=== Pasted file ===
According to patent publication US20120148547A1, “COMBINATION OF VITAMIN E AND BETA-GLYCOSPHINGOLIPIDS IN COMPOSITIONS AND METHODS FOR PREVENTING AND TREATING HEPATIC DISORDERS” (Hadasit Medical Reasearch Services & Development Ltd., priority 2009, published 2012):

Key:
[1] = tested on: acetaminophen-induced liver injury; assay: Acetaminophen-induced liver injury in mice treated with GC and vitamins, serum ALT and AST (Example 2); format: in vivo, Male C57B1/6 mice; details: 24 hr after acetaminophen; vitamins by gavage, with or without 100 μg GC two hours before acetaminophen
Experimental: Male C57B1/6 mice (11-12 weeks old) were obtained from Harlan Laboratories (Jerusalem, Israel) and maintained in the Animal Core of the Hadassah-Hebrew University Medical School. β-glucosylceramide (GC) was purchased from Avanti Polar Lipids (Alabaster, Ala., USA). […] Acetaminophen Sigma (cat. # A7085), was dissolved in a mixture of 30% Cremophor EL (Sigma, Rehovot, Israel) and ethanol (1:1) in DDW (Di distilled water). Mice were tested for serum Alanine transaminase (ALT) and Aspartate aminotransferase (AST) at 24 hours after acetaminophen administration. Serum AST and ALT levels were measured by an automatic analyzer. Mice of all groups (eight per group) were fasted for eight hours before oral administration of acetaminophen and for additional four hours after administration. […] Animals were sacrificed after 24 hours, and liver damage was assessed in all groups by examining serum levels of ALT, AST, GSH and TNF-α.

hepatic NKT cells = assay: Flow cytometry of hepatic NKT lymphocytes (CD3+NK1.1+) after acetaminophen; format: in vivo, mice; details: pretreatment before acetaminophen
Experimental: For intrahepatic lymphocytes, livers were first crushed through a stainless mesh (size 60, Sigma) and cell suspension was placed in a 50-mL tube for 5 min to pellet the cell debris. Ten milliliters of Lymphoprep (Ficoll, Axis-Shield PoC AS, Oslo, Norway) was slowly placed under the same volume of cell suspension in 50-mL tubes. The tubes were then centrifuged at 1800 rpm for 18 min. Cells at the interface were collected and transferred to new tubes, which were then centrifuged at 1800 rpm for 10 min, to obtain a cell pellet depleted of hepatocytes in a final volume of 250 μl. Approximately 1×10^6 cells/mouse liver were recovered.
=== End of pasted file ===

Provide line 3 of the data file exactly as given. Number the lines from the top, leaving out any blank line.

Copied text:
[1] = tested on: acetaminophen-induced liver injury; assay: Acetaminophen-induced liver injury in mice treated with GC and vitamins, serum ALT and AST (Example 2); format: in vivo, Male C57B1/6 mice; details: 24 hr after acetaminophen; vitamins by gavage, with or without 100 μg GC two hours before acetaminophen